Editor's note: Every weekday, CNN focuses on a handful of people in the news. This is a chance to find out more about what they've done -- good or bad -- what they've said or what they believe, and why we think they're intriguing.
(CNN) -- Rudolph Giuliani
The New York Daily News and New York Times are reporting that the former mayor of New York City is expected to announce today that he is not running for the U.S. Senate in 2010, or governor or any other office -- and this might be the end of his ambitions as a political candidate. Giuliani, 65, became a national figure for the way he led New York and spoke to the world after the terror attacks of September 11, 2001. In 2007 he was a Republican presidential candidate. During his years of public service he's taken pro-choice and pro-gay stands. "I have always said that he was a good mayor -- just a terrible person," former Mayor Ed Koch told the Daily News. "And by terrible person, I mean he didn't respect anyone else's opinion. But he delivered essential services."
A former White House official with a long history in law enforcement and computer security matters will be named White House cyber-security coordinator today. Schmidt joined the Air Force in 1967 and retired from public service in 2003 after serving as a cyber-security adviser for President George W. Bush. He has also served as information security chief for software giant Microsoft and for the auction Web site eBay and spent some time with the FBI at the National Drug Intelligence Center. Schmidt's job will be to help protect federal, military and civilian digital networks from attack.
The former U.S. president has apologized to the American Jewish community for "stigmatizing Israel" and asked for forgiveness for his actions, reports Israeli newspaper Haaretz. "We must recognize Israel's achievements under difficult circumstances, even as we strive in a positive way to help Israel continue to improve its relations with its Arab populations, but we must not permit criticisms for improvement to stigmatize Israel," President Carter wrote in a letter to the JTA global news service. "As I would have noted at Rosh Hashanah and Yom Kippur, but which is appropriate at any time of the year, I offer an Al Het for any words or deeds of mine that may have done so," Carter wrote, referring to the Yom Kippur prayer in which Jews ask God for forgiveness for any sins. His book "Palestine: Peace Not Apartheid," angered some American Jews by comparing Israeli policy in the West Bank to South African apartheid.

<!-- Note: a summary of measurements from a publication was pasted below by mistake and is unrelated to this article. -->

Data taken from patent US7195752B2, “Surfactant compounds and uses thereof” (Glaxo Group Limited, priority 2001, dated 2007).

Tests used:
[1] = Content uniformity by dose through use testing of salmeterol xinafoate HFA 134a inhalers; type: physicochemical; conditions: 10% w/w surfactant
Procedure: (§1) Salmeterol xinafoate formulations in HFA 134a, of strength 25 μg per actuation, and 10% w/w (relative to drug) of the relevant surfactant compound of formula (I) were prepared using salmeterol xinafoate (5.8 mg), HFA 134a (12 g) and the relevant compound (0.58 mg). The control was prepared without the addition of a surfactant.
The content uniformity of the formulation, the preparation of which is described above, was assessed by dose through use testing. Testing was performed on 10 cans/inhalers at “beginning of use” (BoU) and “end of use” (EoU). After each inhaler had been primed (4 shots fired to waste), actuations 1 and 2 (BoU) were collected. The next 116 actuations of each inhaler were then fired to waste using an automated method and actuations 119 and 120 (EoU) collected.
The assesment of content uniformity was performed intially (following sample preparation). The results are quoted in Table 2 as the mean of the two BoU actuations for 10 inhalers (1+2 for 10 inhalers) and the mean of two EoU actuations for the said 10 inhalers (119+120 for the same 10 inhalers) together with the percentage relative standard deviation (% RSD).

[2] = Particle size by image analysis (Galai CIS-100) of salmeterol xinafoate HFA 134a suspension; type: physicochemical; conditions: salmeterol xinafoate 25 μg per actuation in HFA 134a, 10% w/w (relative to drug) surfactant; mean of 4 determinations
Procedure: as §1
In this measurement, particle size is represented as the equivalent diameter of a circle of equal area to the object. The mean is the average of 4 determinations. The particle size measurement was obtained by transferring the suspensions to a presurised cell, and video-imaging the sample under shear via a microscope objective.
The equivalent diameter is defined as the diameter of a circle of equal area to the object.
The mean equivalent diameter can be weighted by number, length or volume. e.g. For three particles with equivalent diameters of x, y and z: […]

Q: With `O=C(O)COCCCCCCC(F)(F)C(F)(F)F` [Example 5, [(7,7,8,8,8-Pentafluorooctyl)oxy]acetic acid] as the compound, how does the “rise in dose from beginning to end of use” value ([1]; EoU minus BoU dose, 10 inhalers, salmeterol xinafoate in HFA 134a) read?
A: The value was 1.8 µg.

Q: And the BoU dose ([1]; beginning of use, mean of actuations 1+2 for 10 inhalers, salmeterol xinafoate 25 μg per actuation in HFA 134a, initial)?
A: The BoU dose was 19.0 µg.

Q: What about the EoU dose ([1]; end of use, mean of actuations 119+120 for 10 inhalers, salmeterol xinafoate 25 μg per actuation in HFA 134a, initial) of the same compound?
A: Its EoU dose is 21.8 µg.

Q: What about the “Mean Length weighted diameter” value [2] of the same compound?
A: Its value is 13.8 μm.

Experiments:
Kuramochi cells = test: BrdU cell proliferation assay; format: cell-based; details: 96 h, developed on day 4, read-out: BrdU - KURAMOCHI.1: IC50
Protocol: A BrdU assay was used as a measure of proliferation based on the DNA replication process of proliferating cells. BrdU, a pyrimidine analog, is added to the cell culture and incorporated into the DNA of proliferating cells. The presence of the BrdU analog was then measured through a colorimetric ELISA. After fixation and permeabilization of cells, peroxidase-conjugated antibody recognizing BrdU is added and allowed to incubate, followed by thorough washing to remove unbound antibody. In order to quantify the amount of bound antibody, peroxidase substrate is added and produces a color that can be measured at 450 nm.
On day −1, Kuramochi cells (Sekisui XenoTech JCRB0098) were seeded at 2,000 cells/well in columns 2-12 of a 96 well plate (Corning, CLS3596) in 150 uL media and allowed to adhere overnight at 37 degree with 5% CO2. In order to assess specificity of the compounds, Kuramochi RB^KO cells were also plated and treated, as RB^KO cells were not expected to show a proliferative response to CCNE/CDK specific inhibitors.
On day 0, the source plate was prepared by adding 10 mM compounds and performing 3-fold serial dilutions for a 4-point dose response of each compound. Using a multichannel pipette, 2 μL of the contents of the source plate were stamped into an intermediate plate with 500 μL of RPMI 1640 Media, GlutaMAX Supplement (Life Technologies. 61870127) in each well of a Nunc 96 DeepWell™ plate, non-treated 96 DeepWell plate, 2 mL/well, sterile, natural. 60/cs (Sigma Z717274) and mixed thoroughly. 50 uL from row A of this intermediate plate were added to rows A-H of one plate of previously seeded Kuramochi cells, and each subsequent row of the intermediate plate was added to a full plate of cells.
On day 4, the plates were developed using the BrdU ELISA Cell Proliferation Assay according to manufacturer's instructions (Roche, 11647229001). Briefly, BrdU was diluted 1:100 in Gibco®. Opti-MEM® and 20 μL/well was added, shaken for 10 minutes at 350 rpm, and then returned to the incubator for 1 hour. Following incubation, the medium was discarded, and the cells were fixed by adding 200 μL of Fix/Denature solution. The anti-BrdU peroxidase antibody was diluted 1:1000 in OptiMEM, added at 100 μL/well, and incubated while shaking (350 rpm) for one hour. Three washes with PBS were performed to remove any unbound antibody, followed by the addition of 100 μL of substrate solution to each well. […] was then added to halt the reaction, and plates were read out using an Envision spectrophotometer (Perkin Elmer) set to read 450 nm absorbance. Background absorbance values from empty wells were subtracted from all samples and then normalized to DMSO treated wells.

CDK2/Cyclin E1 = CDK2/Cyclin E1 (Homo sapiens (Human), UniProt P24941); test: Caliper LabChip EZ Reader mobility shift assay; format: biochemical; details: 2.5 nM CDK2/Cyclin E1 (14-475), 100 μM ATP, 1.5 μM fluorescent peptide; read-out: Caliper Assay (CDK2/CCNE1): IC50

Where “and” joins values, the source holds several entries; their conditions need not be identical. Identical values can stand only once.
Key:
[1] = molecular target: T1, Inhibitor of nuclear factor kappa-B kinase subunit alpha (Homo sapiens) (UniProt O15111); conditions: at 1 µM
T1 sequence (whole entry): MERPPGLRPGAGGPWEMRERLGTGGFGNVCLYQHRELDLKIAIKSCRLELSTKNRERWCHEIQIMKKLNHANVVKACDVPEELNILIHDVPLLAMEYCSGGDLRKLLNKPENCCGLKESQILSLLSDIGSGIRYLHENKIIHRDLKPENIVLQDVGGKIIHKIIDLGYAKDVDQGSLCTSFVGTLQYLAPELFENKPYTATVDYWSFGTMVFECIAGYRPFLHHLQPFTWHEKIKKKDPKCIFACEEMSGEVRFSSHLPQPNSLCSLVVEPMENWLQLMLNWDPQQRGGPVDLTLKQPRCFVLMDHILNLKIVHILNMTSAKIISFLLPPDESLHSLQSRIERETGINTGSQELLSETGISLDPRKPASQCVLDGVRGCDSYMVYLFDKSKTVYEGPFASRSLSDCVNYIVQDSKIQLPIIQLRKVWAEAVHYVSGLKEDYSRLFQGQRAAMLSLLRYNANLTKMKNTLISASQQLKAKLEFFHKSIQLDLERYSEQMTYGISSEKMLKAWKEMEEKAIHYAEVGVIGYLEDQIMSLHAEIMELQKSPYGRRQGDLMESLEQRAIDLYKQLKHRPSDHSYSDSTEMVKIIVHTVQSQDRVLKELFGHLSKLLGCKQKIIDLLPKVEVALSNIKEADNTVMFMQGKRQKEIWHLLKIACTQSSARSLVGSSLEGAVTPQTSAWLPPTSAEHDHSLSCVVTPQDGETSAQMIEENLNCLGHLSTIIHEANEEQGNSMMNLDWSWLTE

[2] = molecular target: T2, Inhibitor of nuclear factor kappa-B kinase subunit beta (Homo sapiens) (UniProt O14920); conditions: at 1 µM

Maj. Gen. Anthony Cucolo
A new order from the general in charge of northern Iraq makes getting pregnant or impregnating a fellow soldier a punishable offense by court-martial. The directive, part of a larger order restricting the behavior of the 22,000 soldiers under Gen. Anthony Cucolo's command, is meant to prevent losing soldiers at a time when troop strength is stretched thin, Cucolo explained in a statement sent to the troops under his command and provided to CNN. "I need every soldier I've got, especially since we are facing a drawdown of forces during our mission. Anyone who leaves this fight earlier than the expected 12-month deployment creates a burden on their teammates," Cucolo said. "Anyone who leaves this fight early because they made a personal choice that changed their medical status -- or contributes to doing that to another -- is not in keeping with a key element of our ethos." Gen. Cucolo has served 16 of the past 29 years in infantry and armor divisions, including time in Bosnia, Iraq and Afghanistan, according to his official biography.
Just days before Christmas, a young woman with muscular dystrophy is planning her own funeral so she won't leave the burden for her family in Clinton, Indiana. Sierra Cooper, 21, has battled muscular dystrophy her entire life, then she was diagnosed with cystic fibrosis. Now, with no life insurance, doctors said she has little time left. This Christmas, she wishes for donations to help pay for her funeral. "If it was up to me, she'd have another 30 to 40 years and she'd bury me," Sallie Cooper, Sierra's mother, told WTHI-TV. "You're not supposed to bury your child."
What makes a person intriguing?
There are people who enter the news cycle every day because their actions or decisions are new, important or different. Others are in the news because they are the ones those decisions affect. And there are a number of people who are so famous or controversial that anything they say or do becomes news.
Some of these people do what we expect of them: They run for office, pass legislation, start a business, get hired or fired, commit a crime, make an arrest, get in accidents, hit a home run, overthrow a government, fight wars, sue an opponent, put out fires, prepare for hurricanes and cavort with people other than their spouses. They do make news, but the action is usually more important than who is involved in the story.
But every day there are a number of people who become fascinating to us -- by virtue of their character, how they reached their decision, how they behaved under pressure or because of the remarkable circumstances surrounding the event they are involved in.
They arouse our curiosity. We hear about them and want to know more. What they have done or said stimulates conversations across the country. At times, there is even a mystery about them. What they have done may be unique, heroic, cowardly or ghastly, but they capture our imaginations. We want to know what makes them tick, why they believe what they do and why they did what they did. They intrigue us.